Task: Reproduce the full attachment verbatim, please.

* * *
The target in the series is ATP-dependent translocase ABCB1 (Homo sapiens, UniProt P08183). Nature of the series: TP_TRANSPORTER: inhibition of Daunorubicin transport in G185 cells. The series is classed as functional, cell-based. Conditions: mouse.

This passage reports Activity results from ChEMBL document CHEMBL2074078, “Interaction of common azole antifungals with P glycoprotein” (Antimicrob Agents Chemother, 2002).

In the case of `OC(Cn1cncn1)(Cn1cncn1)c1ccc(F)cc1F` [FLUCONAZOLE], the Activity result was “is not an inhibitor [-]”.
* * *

The target in the series is ATP-dependent translocase ABCB1 (Homo sapiens, UniProt P08183). Nature of the series: TP_TRANSPORTER: inhibition of Daunorubicin transport in G185 cells. The series is classed as functional, cell-based. Conditions: mouse.

This passage reports Activity results from ChEMBL document CHEMBL2074078, “Interaction of common azole antifungals with P glycoprotein” (Antimicrob Agents Chemother, 2002).

In the case of `OC(Cn1cncn1)(Cn1cncn1)c1ccc(F)cc1F` [FLUCONAZOLE], the Activity result was “is not an inhibitor [-]”.